After a week soaking up the Mt Maunganui sun, it was time to head back home, to finish off what you could say is a job half done.
The tourist hotspot turned on several days of warm weather during our stay, allowing some of the team to try and tan up a little on the sandy beaches.
The disappointment of losing to Manawatu last Friday hurt the team.
The first two days post game included a lot of individual accountability and soul searching.
The attitude and character displayed against Waikato the previous week seemed to evaporate when we took to the field in Palmerston North.
Some harsh truths were spoken by players and management.
There is no excusing performances that lack attitude.
With the short turnaround against the Bay on Wednesday, we had just one training run to right the wrongs of the previous week.
In some ways Wednesday's win restored some of the attitude and hunger. Being on the wrong side of a lopsided penalty count, and with the ball not quite bouncing our way for periods of the match, we could have folded trailing 25-13 halfway through the second half.
But the team showed heart, something we all knew we had within ourselves.
With the added impact from our reserves bench, some of whom who had fire in their bellies from patchy performances the week before, we managed to roll over them in the last 15 minutes to claim a much needed win.
Win on Sunday against North Harbour and we put ourselves in a great position to kick on and make a good run towards the playoffs.
Lose and we will end up near the foot of the table again, scrapping it out to sneak into the semis.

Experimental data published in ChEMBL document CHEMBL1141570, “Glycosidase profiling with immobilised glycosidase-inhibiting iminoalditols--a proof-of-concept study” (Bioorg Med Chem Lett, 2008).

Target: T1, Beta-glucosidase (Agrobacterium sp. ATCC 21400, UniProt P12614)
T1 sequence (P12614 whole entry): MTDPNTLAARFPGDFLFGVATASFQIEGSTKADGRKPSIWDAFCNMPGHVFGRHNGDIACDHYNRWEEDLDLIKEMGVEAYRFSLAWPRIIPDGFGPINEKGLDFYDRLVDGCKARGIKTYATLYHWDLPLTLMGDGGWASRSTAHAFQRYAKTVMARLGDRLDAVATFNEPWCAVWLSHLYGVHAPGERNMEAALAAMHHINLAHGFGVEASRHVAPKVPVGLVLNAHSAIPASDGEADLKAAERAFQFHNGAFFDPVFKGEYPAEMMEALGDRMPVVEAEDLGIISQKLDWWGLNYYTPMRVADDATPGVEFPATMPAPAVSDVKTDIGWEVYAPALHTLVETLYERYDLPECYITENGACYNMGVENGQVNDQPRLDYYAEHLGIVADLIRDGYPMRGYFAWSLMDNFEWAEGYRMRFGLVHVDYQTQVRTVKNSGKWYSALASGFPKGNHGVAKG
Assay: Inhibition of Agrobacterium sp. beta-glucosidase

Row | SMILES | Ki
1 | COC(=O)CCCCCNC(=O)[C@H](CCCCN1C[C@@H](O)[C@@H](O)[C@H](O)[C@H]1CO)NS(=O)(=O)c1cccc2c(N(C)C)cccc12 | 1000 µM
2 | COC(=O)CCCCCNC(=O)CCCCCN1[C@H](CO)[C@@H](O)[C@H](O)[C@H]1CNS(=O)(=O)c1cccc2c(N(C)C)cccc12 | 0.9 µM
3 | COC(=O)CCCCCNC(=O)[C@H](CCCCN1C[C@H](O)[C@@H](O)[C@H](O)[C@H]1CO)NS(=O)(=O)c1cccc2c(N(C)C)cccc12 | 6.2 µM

Spending the week at the Mount in some ways helped the group become more tightknit than ever.
It gave the guys a chance to get to know each other outside of rugby, learn what makes each other tick and get to know any habits people have - both the good, and the not so good.
As well as becoming more familiar with team-mates, the tour was a great opportunity to see how members of the management team operated on tour.
It would be fair to say the players picked up several trends within the management group.
Trainer Mark Beer was quickly nicknamed "duckling" by his colleagues for continually waddling along behind the highly professional and experienced medical duo of doctor Peter Finlayson and physio Karl McDonald.
According to several of the management, Beer was constantly seen lagging behind when it came to having a "quiet" beer or picking the right horse on the track.
Manager Glenn Morrison was given the nickname "Neville Wong" by the touring group for his ability to never be wrong (in his eyes) when it came to confusion around meal times, meeting times, and dress codes during the trip.
We also learnt backs coach Mark Ozich isn't afraid of filling his plate at meal times.
He says from today he is back into training mode.
As a team we would like to thank our bus drivers, the liaison staff from the Manawatu and Bay of Plenty rugby unions, along with the hotel staff in both Palmerston North and Mount Maunganui, for making our week off the field enjoyable and easy.
There was always more than enough food at meal times to keep the boys happy and nothing seemed a problem.
- The Southland Times